News Column

TESA: Focus on skilled IC workforce

July 14, 2014

By Suchit Leesa-nguansuk, Bangkok Post, Thailand



July 14--IT policymakers should produce a more skilled electronics workforce and promote efficiency in electronics and automotive software to accommodate the development of integrated circuit (IC) design into higher quality manufacturing with the Asean Economic Community fast approaching.

"Enhancing people's IC design skills will strengthen the electronics industry. This can help operators have a profit margin of 20% or higher instead of 5% from labour-intensive manufacturing," said Apinetr Unakul, president of the Thai Embedded Systems Association (TESA).

Thailand's electronics manufacturing industry is worth 2 trillion baht, but there are fewer than 10 IC design firms.

For the automotive industry, global car makers have their own assembly plants in Thailand and generate a combined revenue of 1 trillion baht, but the country should focus on the higher automotive firmware industry, said Mr Apinetr. Automotive firmware plays an important role in the supply of car electronic parts. Some 30-50% of luxury car parts are electronic parts as they gradually replace mechanical parts.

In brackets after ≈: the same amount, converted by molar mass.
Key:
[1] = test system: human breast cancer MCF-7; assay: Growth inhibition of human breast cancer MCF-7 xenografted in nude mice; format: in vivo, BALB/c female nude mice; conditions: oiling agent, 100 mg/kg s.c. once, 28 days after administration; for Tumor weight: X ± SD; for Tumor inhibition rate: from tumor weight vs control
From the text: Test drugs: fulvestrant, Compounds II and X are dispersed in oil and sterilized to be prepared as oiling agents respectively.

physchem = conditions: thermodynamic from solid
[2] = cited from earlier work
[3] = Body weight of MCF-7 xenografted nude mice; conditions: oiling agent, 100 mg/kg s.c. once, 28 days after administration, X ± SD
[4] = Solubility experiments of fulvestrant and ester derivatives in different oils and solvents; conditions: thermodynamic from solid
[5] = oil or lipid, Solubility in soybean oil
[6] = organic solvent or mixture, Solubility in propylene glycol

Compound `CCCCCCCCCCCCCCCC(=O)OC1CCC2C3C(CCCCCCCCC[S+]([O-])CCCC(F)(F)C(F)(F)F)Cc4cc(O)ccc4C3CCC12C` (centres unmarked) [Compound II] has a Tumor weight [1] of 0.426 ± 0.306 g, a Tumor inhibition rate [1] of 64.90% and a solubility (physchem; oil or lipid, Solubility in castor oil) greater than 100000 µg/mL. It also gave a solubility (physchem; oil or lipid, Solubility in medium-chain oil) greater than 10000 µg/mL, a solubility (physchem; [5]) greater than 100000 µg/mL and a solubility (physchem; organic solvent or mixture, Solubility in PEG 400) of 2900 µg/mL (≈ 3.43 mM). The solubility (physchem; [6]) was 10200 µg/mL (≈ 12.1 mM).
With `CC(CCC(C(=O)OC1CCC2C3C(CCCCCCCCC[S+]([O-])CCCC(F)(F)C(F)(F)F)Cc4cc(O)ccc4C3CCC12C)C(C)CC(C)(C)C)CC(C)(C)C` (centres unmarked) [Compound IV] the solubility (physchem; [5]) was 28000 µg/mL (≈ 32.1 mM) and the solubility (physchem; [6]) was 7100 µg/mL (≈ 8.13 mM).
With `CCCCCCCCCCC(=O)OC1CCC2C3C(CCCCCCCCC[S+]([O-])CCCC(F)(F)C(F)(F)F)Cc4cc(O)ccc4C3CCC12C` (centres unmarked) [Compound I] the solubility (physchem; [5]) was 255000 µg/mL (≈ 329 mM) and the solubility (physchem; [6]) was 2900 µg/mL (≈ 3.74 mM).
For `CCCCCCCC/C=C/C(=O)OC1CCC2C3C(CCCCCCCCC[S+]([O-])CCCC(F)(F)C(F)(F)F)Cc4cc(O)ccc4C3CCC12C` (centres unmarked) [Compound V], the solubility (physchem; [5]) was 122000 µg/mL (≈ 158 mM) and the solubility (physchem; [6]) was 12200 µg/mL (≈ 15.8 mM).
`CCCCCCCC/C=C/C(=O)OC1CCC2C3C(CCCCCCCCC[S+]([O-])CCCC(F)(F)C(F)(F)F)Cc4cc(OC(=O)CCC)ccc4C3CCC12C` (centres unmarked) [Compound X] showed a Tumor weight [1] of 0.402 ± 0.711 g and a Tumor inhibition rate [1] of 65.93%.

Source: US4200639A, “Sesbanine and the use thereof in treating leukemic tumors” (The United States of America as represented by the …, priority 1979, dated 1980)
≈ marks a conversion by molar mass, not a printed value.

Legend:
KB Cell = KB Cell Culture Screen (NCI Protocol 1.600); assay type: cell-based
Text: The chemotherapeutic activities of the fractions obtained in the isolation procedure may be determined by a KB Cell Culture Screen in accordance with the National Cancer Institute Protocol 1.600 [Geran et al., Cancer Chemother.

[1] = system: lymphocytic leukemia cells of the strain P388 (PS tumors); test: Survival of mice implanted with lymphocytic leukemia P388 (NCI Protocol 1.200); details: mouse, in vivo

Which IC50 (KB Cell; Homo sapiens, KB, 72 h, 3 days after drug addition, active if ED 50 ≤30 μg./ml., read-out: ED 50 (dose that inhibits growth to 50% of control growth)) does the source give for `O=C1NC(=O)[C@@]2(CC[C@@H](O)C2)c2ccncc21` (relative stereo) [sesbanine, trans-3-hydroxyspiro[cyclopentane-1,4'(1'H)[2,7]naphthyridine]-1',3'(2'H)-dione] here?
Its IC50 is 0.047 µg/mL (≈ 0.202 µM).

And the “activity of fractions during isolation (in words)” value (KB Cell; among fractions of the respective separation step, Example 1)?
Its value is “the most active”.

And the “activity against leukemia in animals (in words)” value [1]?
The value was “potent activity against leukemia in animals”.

TESA has a refined human resource development programme supported by the Board of Investment and the National Science and Technology Development Agency.

The three-year programme aims to train 100 IC design engineers a year, and the first class has been running for a year. In the second year, TESA will use a 10-million-baht budget and build 10 laboratories for nine educational institutes that have joined the programme. Four design firms will allow the students to work as interns.

"Qualified students will not only have a career path domestically but also be in high demand in Asean," he said. The target is for the number of IC design firms to reach 20.

To compete with Vietnam, Thailand needs about 1,000 skilled engineering students a year with collaboration from 50 IC design firms.

Manop Thamsirianunt, a Thai IC developer at Silicon Craft Technology, said demand for semiconductors in the automotive and medical industries should record growth of 9% and 9.5% per year between 2012-2017.

The automotive market will be driven by the number of vehicles produced in Brazil, Russia, India and China, and the semiconductor content per vehicle.

Sales of less expensive diagnostic and imaging equipment in China and other developing countries as well as an explosion of wireless mobile healthcare systems will fuel the medical electronics market.

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(c)2014 the Bangkok Post (Bangkok, Thailand)

Visit the Bangkok Post (Bangkok, Thailand) at www.bangkokpost.com

Distributed by MCT Information Services


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Source: Bangkok Post (Thailand)


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